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Lindeman, family of Norwegian musicians:

(1) Ole Andreas Lindeman, organist, teacher, and composer; b. Surnadal, Jan. 17, 1769; d. Trondheim, Feb. 26, 1857. He was a student at the Trondheim cathedral school. After studying law in Copenhagen, he received music instruction from I. Wernicke. He then was organist of the church of Our Lady in Trondheim (1799–1857). He ed. the first book of Norwegian chorales (1835), which was given official sanction (1838). He also wrote some piano pieces and songs. He had 3 sons:

(2) Fredrik Christian Lindeman, organist; b. Trondheim, Dec. 4,1803; d. there, July 29,1868. He studied in Christiania and was organist of the church of Our Savior there. He then was organist of the church of Our Lady in Trondheim (1857–68).

(3) Ludvig Mathias Lindeman, organist, folk-song collector, teacher, and composer; b. Trondheim, Nov. 28, 1812; d. Christiania, May 23, 1887. He studied with his father in Trondheim, becoming his deputy organist at the church of Our Lady when he was 12. He then went to Christiania to study theology (1833), but subsequently resumed his interest in music. He was organist at the church of Our Savior in Christiania (1839–87), and also made tours as a concert artist. He taught at the Christiania theological seminary (1849–87). With his son Peter Brynie Lindeman, he founded an organ school in Christiania (1883), which became the Cons. (1894). He also spent much time collecting folk songs and editing church music. He prepared a chorale book for the Norwegian church that was officially sanctioned in 1877 and was used until being superseded in 1926. It contained his harmonizations of earlier hymn tunes and a number of his own. He also composed other sacred music, works for organ, and piano pieces.


editions (all publ. in Christiania): fo1k music:Norske fjeldmelodier harmonisk bearbeidede (1841); Nor-ske folkeviser udsatte for fire mandstemmer (1850); Aeldre og nyere norske fjeldmelodier: Samlede og bearbeidede for pianoforte (1853–67); Halvhundrede norske fjeldmelodier harmoniserede for mands-stemmer (1862); 30 norske kjaempevise-melodier harmoniserede for 3 lige stemmer (1863); Norske kjaempevise-melodier harmoniserede for blandede stemmer (1885); O. Sandvik, ed., Kingo-Tona: Fra Vang, Valdres (Oslo, 1939–40). church music:Melodier til WA. Wexels christelige psalmer (1840); Martin Luthers aandelige sange (1859); Norsk messebog (1870; second ed., 1885); Melodier til Landstads Salmebog (1873); Koralbog: Indeholdende de i Landstads salmebog forekommende melodier (1878).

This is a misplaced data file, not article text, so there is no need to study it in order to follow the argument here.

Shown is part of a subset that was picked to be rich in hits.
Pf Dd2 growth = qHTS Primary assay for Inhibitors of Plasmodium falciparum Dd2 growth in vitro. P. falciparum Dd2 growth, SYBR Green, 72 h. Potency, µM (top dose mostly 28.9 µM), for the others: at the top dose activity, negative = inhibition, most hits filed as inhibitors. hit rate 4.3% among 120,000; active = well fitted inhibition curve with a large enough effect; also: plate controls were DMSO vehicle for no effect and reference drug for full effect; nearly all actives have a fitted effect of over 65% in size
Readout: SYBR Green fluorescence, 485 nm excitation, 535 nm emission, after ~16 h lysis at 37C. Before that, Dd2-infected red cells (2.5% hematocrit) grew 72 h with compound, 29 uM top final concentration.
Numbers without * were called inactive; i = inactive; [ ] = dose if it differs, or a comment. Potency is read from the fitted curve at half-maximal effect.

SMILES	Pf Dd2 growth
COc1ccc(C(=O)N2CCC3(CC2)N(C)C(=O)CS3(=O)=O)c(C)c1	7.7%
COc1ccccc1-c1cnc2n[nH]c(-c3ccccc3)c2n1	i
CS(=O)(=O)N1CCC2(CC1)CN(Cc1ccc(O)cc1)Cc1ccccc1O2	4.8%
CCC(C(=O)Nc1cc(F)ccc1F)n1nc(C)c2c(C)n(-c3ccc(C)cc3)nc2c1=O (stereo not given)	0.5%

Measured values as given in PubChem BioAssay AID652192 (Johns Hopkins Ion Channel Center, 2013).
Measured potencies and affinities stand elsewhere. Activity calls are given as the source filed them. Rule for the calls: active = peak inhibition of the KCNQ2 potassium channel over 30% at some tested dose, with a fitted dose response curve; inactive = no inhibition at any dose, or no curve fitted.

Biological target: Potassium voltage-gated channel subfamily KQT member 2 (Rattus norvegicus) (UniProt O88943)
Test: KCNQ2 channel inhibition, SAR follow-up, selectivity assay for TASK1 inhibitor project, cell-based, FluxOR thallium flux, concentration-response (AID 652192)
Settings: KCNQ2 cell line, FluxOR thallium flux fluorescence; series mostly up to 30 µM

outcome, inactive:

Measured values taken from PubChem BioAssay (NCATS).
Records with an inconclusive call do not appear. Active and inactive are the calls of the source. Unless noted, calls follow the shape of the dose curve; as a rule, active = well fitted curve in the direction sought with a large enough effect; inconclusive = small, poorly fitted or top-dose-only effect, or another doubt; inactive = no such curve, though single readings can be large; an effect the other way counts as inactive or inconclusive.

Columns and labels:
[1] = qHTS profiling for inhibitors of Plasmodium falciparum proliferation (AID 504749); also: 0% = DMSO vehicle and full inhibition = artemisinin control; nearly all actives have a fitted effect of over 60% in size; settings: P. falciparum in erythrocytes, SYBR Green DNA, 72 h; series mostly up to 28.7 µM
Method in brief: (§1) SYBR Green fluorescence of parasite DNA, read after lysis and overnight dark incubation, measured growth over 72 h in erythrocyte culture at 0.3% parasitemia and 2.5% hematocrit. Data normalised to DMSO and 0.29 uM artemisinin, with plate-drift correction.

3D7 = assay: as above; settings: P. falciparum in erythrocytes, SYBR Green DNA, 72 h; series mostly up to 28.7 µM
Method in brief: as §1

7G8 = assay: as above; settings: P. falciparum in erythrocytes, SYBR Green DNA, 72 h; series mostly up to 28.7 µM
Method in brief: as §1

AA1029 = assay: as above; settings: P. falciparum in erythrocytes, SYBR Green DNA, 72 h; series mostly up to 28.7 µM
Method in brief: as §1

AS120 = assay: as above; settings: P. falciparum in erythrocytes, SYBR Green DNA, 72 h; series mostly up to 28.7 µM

O. Sandvik, L. M. L og folkemelodien (Oslo, 1950).

(4) Just Riddervold Lindeman, organist and composer; b. Trondheim, Sept. 26, 1822; d. there, Jan. 21, 1894. He was organist of Trondheim Cathedral (1858–94). He wrote works for organ, piano pieces, and songs.

(5) Peter Brynie Lindeman, organist, teacher, and composer, son of (3) Ludvig Mathias Lindeman; b. Christiania, Feb. 1, 1858; d. there (Oslo), Jan. 1, 1930. He studied with his father and at the Stockholm Cons. He was organist in Christiania (1880–1923), where, with his father, he founded an organ school (1883), which became the Cons. (1894). He was its director for many years. He ed. the periodical Musikbladet (1908–21). He wrote sacred music, chamber music, organ works, and piano pieces. His son, Kristian Theodor Madsen Lindeman (b. Christiania, March 8, 1870; d. Trondheim, Nov. 15, 1934), was an organist and composer. He was Trondheim Cathedral organist (1894–1934), and also wrote numerous choral works.

—Nicolas Slonimsky/Laura Kuhn/Dennis McIntire